- The Washington Times - Tuesday, May 3, 2005

On April 14, an unusual joint hearing was held by the House International Relations and Armed Services committees. At issue were the national security and foreign policy implications of possible European Union arms exports to China.

The clear concern of the assembled members of Congress was the enhanced threat from China to U.S. and allied forces if it gained advanced European weapons technology.

Yet, two officials from the Bush administration made very odd remarks in favor of a “strong” China. Peter W. Rodman, assistant defense secretary for international security affairs, said: “The United States seeks a strong, prosperous and transforming China, and we support strong economic and political ties between the EU and China.”

R. Nicholas Burns, undersecretary of state for political affairs, cited similar remarks from President George W. Bush, “During his visit to Beijing in 2002, the president stated that ‘China is on a rising path and America welcomes the emergence of a strong and peaceful and prosperous China.’ ”

A “peaceful” China, yes. A “prosperous” China, maybe. It depends on that prosperity’s source. An ever-increasing trade deficit with Beijing, which will likely top $200 billion this year, is an unacceptable transfer of wealth from America to China. And a prosperity that would embolden a “strong” China to menace U.S. security and the peace of Asia would be something to constrain, not enhance.

Beijing has orchestrated violent demonstrations against Japan, supposedly over how textbooks treat World War II and whether Japanese officials should honor their country’s war dead.

Chinese officials have charged Japan lacks the “moral qualifications” to sit on the United Nations Security Council. This is a claim Beijing, with the long and brutal record of its ruling Communist Party, has no credibility to make.

As recently as last January, Foreign Ministry spokesman Kong Quan stated, “The past 15 years have shown China’s decision was correct” to order troops to massacre students in Tiananmen Square. And the regime has committed aggression against nearly all its neighbors since World War II, as well as supported world revolutionaries, terrorists and rogue states.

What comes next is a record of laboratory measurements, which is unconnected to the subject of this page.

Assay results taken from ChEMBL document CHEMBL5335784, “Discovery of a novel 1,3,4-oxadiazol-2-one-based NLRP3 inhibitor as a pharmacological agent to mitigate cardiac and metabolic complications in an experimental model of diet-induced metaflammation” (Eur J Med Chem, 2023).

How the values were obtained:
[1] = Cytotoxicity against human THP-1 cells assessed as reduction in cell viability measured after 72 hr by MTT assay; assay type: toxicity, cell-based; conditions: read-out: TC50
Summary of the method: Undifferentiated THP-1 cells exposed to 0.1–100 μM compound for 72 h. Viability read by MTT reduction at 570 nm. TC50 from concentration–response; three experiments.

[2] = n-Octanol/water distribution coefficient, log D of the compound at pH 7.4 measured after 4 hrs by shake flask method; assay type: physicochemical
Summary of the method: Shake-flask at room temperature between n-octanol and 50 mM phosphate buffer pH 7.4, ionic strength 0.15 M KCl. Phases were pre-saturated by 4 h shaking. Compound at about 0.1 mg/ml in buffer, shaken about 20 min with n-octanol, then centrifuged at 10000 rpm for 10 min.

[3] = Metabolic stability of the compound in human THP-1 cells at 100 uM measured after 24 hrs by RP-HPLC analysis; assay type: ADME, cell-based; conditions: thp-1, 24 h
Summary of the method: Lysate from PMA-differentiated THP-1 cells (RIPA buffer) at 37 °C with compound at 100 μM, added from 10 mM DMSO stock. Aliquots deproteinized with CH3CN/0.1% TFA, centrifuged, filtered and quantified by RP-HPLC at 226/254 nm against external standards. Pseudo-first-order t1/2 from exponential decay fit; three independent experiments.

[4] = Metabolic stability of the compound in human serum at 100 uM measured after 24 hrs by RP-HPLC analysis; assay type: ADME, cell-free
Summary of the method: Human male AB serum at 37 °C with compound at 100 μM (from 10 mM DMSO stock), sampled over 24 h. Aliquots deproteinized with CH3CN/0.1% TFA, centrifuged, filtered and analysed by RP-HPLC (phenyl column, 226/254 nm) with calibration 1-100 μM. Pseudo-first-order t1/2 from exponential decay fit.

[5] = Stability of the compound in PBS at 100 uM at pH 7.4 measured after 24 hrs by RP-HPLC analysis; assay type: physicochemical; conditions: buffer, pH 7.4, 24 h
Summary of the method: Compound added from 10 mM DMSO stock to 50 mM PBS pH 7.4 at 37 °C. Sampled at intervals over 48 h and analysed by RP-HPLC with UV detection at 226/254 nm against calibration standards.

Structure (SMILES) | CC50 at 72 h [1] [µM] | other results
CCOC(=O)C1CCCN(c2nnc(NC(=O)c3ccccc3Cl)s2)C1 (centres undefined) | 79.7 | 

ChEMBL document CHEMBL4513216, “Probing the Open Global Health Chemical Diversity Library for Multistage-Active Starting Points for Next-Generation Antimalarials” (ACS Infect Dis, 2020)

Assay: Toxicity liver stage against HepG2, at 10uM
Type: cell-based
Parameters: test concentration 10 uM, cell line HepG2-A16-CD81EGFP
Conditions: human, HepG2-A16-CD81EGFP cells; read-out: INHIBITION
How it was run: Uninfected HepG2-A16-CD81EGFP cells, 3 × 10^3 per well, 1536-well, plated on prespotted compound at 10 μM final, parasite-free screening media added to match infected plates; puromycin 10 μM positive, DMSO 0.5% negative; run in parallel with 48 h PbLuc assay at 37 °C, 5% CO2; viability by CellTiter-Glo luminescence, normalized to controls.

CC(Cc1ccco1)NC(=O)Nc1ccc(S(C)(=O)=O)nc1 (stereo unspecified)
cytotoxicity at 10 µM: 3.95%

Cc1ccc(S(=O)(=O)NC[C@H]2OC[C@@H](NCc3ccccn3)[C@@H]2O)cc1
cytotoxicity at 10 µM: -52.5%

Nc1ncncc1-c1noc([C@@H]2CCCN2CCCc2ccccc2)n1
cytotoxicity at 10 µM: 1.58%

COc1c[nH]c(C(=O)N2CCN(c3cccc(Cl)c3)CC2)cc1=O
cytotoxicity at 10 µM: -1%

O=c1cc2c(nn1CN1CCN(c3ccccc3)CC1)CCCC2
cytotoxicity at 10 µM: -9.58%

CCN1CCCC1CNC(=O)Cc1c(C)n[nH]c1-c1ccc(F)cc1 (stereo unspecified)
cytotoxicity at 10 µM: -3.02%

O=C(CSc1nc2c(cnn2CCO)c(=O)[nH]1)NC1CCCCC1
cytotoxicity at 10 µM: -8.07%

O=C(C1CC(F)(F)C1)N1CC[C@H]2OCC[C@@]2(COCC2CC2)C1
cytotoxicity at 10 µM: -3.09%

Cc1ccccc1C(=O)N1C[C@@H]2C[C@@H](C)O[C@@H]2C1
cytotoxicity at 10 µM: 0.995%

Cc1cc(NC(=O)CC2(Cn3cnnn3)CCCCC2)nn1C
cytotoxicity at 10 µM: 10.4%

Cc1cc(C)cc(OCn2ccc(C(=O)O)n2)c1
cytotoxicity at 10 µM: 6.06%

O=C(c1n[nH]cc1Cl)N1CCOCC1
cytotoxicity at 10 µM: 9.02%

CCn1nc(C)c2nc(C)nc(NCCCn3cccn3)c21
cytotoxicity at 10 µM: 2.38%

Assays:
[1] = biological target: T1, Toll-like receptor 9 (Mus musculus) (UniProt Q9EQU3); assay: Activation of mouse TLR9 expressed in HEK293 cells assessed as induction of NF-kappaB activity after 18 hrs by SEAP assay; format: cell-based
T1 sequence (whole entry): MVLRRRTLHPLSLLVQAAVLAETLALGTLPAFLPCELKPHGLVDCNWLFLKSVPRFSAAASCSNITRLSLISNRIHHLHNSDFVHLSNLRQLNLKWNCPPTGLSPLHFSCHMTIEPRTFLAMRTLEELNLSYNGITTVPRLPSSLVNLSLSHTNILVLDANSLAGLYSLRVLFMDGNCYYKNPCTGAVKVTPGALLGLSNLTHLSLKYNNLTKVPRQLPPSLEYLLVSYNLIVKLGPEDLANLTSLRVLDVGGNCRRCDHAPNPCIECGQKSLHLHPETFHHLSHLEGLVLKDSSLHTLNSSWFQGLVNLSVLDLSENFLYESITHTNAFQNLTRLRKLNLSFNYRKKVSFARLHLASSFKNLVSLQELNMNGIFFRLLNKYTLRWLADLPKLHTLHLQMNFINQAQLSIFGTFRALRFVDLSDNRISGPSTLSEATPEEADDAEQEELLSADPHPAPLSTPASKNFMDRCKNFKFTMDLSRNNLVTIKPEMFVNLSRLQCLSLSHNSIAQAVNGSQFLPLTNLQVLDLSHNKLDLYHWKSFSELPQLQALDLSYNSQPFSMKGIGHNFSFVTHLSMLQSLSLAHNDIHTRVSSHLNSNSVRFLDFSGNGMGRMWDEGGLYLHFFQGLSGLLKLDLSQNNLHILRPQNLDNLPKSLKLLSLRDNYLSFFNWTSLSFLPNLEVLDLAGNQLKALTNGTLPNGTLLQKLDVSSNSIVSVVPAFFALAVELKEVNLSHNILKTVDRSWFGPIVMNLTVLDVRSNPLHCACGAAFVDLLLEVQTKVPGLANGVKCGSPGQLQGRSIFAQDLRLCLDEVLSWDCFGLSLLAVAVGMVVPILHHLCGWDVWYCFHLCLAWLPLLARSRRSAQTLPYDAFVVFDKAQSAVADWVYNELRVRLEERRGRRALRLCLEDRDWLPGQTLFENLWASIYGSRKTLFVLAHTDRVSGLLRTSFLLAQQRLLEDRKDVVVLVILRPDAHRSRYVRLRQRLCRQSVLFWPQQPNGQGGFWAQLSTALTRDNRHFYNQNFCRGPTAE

Beijing wants the dominant position in Asia. It does not want Japan accorded equal status at the U.N. It opposes a closer U.S.-Japanese alliance that could extend a protective umbrella over Taiwan. Beijing’s recent “anti-secession” law meant to justify an attack on Taiwan was so militant it scared the EU into keeping (temporarily) its arms embargo on China. The dispute over islands in the East China Sea has heated up as China has started to drill for oil, and Japan wants to follow suit.

Later in his testimony, Mr. Burns cited a comment by Secretary of State Condoleezza Rice during her February visit to Brussels: “We do have to worry about the military balance in the region, and we have concerns about technology and technology transfer.” Are those concerns not rooted in a well-founded fear of a stronger China?

Mr. Rodman was even more specific, saying: “Fueled by an impressive record of economic growth, China has been able to devote ever greater national resources to defense modernization. This has translated into double-digit percent annual increases in Beijing’s officially announced defense budget almost every year for the past 15 years.” He noted Beijing’s official defense figure “understates the large off-budget allocations, which include, for example, foreign weapon acquisitions, subsidies to defense industry, and some defense-related research and development.”

Boost in military spending is a function of being “prosperous,” and the massive American trade deficit with China gives Beijing the hard currency to finance “foreign weapon acquisitions” — mostly Russian systems designed to attack American targets. As for “transforming,” it seems Beijing is moving from a moribund Marxism to an energetic fascism. Is it really so difficult to connect the dots?

The failure to come to grips with the grand strategy is not confined to the administration. On the same day as the International Relations-Armed Services hearing, the House Ways and Means Committee held its own hearing on U.S.-China economic relations. In his testimony, Douglas Holtz-Eakin, Congressional Budget Office director, tried to mitigate concern over the rising trade deficit with China by arguing, “The primary force driving the increase in imports of goods from China is that manufacturers have shifted the final assembly of many of their products from other Asian countries [and perhaps a few non-Asian countries] to China.”

It is not, however, good to see trade shift to China from Japan and other Pacific Rim countries, mostly U.S. friends or allies. The trade gains should be used to strengthen American alliances, not enhance the capabilities of a potential adversary. But that would require thinking about the consequences of international economic relations and doing something to shape them in accord with broader national interests.

Shifts in trade and investment flows are one of history’s most crucial factors in determining the global balance of power. It is perilous for national leaders to ignore the geopolitics of economic activity.

William R. Hawkins is senior fellow for national security studies at the U.S. Business and Industry Council.

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